English Pages, 5. 4. 2011
Many thanks for the invitation to address this distinguished audience. There are not many places on the other side of the world where I have had the privilege to speak twice. The Institute “Libertad y Desarrollo” is one of them. I remember my visit here seventeen years ago. As I am sure you know, I am here in Chile on an official state visit which has a clear and understandable aim – to promote the Czech-Chilean relations. I came also to better understand the developments in this country and in this part of the world and to learn from it. I did not come here to give any advice or recommendations. I do not believe in the role of foreign advisors.
Let me use this opportunity to say a few words about something I know better, about the continent from where I just came, about Europe. The developments there bother me. I don’t see any reason to describe the current Europe in a propagandistic way, or using rosy colours or rosy glasses. Many of us in Europe are convinced that Europe faces a serious problem, which is not a short-term, or medium-term business cycle phenomenon. It is not an integral part of a recent global crisis either. It is something very European. As an economist, I would call it a structural problem which will not – by itself – wither away.
It used to look quite differently in the past. The post-World War II reconstruction was a success and even in the following decades Europe was growing, was peaceful and stable, and was relevant. What happened in Europe and with Europe? What went wrong? Why is Europe less successful and less relevant today?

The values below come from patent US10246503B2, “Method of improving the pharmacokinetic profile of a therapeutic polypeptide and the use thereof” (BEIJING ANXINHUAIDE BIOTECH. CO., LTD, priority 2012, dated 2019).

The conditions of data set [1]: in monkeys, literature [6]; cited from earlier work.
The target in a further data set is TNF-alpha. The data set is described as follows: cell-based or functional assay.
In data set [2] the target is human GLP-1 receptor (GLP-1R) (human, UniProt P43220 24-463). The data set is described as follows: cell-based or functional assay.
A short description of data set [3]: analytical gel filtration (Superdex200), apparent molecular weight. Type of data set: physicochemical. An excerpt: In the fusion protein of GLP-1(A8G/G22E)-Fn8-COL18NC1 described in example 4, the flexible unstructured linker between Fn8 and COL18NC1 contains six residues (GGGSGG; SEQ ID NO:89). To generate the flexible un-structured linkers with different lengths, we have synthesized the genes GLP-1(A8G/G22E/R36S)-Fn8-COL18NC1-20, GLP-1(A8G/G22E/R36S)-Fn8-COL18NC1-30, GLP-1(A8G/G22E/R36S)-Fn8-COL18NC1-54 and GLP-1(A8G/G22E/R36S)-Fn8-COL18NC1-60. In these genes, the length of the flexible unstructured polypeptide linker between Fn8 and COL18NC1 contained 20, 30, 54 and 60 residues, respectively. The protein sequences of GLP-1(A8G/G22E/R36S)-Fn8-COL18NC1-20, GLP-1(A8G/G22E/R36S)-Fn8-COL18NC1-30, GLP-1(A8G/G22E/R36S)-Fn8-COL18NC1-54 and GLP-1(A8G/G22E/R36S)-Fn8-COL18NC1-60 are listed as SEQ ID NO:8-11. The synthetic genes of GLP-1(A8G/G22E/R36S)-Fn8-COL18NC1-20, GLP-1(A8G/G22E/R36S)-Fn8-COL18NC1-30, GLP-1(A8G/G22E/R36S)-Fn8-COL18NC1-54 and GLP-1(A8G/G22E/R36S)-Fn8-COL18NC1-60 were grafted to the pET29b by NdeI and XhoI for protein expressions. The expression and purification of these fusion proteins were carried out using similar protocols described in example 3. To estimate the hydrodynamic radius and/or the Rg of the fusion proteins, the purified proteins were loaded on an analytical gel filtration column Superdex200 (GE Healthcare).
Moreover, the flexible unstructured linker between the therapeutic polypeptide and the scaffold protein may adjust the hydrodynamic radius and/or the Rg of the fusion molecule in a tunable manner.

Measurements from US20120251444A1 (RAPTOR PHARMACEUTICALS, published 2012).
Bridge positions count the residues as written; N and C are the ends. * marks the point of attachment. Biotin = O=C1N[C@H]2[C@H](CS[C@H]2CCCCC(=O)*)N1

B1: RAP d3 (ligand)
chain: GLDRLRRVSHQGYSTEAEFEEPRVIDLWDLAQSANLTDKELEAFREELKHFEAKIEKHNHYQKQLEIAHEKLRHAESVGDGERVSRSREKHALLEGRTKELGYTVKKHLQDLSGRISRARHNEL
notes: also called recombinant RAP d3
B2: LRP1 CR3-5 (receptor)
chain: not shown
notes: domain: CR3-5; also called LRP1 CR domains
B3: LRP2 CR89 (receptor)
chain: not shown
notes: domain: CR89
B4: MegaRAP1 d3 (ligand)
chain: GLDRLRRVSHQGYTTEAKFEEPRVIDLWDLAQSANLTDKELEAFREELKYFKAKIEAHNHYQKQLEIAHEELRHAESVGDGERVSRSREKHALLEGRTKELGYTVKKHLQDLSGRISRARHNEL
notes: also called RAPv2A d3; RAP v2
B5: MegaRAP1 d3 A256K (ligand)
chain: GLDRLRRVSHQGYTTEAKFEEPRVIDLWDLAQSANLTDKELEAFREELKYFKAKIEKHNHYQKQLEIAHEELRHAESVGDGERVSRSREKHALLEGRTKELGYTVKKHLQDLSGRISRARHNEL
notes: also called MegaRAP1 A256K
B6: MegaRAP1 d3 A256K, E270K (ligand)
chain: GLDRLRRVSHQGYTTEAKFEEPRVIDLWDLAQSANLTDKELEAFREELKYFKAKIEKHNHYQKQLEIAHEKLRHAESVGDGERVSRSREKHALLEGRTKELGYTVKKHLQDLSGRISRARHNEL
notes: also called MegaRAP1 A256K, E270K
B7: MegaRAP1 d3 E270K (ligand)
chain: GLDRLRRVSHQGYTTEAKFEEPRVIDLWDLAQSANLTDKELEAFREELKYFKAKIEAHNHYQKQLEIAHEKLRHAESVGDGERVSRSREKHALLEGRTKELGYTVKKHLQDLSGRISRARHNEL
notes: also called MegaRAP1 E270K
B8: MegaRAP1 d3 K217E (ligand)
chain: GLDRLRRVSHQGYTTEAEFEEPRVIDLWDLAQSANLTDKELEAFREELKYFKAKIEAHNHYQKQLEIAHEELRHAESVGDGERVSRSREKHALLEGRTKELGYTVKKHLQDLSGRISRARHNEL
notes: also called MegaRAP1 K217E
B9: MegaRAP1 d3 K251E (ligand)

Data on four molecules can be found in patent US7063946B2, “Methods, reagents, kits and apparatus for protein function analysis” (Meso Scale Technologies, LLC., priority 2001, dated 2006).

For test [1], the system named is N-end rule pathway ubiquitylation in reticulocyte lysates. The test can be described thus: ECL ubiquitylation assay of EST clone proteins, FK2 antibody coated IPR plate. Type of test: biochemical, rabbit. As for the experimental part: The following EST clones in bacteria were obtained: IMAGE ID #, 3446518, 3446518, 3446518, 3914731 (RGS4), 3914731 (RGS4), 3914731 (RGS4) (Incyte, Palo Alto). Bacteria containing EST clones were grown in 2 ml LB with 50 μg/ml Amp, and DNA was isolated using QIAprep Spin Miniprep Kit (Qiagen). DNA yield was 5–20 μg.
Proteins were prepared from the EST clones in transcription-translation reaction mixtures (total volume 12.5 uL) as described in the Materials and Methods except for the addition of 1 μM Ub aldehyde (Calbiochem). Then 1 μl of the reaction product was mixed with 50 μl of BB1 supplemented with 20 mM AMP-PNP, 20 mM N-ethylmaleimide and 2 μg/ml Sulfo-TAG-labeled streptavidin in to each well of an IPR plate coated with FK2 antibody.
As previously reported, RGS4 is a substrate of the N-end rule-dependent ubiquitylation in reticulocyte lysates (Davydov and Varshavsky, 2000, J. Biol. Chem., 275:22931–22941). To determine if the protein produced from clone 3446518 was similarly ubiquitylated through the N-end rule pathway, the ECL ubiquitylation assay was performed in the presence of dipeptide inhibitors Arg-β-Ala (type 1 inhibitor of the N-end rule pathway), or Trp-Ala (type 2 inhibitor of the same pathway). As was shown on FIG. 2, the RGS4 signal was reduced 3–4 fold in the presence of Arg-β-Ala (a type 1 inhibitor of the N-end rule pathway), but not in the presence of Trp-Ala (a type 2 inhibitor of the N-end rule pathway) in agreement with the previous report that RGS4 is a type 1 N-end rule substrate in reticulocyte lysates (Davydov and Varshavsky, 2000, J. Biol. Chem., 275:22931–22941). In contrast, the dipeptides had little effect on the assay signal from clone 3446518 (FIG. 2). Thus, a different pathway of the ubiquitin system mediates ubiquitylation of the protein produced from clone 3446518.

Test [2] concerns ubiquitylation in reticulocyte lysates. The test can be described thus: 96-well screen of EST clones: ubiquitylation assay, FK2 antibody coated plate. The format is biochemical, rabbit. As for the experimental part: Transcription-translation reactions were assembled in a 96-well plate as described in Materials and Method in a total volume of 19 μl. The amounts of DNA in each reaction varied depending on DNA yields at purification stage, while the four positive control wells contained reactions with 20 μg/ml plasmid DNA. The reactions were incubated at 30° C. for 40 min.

I am deeply convinced that it is a result of two interrelated phenomena – of the European integration process on the one hand and of the European economic and social system on the other.
I will start with the first topic because I repeatedly see that the people on other continents do not have a proper understanding of the European integration process, of its effects and consequences. It is partly because they do not care, partly because they believe that a regional integration is – regardless of its form, style, methods and ambitions – an exclusively positive, progressive, politically correct development. They probably accept the conventional wisdom that the weakening of nation states and the strengthening of supranational institutions is a movement in the right direction.
This view can be explained only as the underestimation of what happened in Europe in the last 50 years. In the 1950s, the leading idea behind the European integration was to liberalize, to open-up, to remove all kinds of barriers which existed at the borders of individual countries, to enable free movement of not only goods and services but also of people and ideas across the European continent. It was a positive concept and helped Europe significantly, even though it is difficult to express it quantitatively.